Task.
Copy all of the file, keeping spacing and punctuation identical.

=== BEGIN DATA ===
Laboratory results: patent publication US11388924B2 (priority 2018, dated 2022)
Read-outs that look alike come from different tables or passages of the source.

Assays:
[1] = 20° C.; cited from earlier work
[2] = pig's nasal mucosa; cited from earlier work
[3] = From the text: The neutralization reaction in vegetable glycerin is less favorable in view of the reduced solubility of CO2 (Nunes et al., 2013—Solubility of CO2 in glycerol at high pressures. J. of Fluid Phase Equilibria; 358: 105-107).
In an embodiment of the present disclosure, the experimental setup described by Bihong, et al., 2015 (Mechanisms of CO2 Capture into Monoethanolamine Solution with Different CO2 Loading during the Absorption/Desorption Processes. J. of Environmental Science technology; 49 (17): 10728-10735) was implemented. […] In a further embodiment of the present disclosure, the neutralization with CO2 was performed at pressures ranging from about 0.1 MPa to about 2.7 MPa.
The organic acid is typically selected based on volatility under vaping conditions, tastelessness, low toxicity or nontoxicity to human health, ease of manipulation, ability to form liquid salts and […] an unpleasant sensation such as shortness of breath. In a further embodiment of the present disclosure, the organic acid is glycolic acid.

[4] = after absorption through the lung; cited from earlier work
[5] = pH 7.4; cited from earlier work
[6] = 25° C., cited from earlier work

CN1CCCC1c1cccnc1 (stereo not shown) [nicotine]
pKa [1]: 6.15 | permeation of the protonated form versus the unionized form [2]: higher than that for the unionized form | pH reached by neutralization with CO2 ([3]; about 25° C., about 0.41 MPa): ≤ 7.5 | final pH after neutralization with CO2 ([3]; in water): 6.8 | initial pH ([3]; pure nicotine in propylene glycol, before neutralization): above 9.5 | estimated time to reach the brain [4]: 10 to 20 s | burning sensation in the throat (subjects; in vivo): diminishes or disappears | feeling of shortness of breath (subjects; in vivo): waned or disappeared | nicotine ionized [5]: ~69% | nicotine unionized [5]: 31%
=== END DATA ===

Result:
Laboratory results: patent publication US11388924B2 (priority 2018, dated 2022)
Read-outs that look alike come from different tables or passages of the source.

Assays:
[1] = 20° C.; cited from earlier work
[2] = pig's nasal mucosa; cited from earlier work
[3] = From the text: The neutralization reaction in vegetable glycerin is less favorable in view of the reduced solubility of CO2 (Nunes et al., 2013—Solubility of CO2 in glycerol at high pressures. J. of Fluid Phase Equilibria; 358: 105-107).
In an embodiment of the present disclosure, the experimental setup described by Bihong, et al., 2015 (Mechanisms of CO2 Capture into Monoethanolamine Solution with Different CO2 Loading during the Absorption/Desorption Processes. J. of Environmental Science technology; 49 (17): 10728-10735) was implemented. […] In a further embodiment of the present disclosure, the neutralization with CO2 was performed at pressures ranging from about 0.1 MPa to about 2.7 MPa.
The organic acid is typically selected based on volatility under vaping conditions, tastelessness, low toxicity or nontoxicity to human health, ease of manipulation, ability to form liquid salts and […] an unpleasant sensation such as shortness of breath. In a further embodiment of the present disclosure, the organic acid is glycolic acid.

[4] = after absorption through the lung; cited from earlier work
[5] = pH 7.4; cited from earlier work
[6] = 25° C., cited from earlier work

CN1CCCC1c1cccnc1 (stereo not shown) [nicotine]
pKa [1]: 6.15 | permeation of the protonated form versus the unionized form [2]: higher than that for the unionized form | pH reached by neutralization with CO2 ([3]; about 25° C., about 0.41 MPa): ≤ 7.5 | final pH after neutralization with CO2 ([3]; in water): 6.8 | initial pH ([3]; pure nicotine in propylene glycol, before neutralization): above 9.5 | estimated time to reach the brain [4]: 10 to 20 s | burning sensation in the throat (subjects; in vivo): diminishes or disappears | feeling of shortness of breath (subjects; in vivo): waned or disappeared | nicotine ionized [5]: ~69% | nicotine unionized [5]: 31%